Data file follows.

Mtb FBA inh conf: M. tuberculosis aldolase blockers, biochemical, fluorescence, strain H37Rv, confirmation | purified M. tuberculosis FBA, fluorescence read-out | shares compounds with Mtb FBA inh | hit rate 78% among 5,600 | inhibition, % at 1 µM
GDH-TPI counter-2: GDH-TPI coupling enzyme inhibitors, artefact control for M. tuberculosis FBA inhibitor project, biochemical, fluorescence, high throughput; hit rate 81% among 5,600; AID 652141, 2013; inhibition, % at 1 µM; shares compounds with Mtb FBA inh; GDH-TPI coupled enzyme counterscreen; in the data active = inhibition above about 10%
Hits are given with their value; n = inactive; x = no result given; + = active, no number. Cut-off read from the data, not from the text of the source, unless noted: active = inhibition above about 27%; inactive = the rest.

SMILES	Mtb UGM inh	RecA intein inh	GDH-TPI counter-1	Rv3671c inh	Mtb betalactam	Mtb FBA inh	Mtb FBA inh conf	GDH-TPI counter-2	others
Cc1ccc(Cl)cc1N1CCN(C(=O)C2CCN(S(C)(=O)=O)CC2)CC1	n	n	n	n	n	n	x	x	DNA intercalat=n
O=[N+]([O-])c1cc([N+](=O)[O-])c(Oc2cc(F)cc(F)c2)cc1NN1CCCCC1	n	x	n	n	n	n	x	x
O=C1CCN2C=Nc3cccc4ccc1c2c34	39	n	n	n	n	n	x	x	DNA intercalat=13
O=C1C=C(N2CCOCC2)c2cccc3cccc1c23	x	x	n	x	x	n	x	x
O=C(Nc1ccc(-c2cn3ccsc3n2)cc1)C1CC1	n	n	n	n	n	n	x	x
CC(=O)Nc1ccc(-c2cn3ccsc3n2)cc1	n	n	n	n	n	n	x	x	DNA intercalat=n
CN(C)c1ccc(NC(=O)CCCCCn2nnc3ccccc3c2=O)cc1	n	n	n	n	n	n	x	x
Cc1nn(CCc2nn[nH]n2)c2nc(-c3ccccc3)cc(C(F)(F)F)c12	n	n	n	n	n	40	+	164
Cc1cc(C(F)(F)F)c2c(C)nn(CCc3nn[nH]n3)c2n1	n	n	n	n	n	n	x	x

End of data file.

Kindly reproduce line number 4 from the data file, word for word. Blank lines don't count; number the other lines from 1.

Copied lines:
SMILES	Mtb UGM inh	RecA intein inh	GDH-TPI counter-1	Rv3671c inh	Mtb betalactam	Mtb FBA inh	Mtb FBA inh conf	GDH-TPI counter-2	others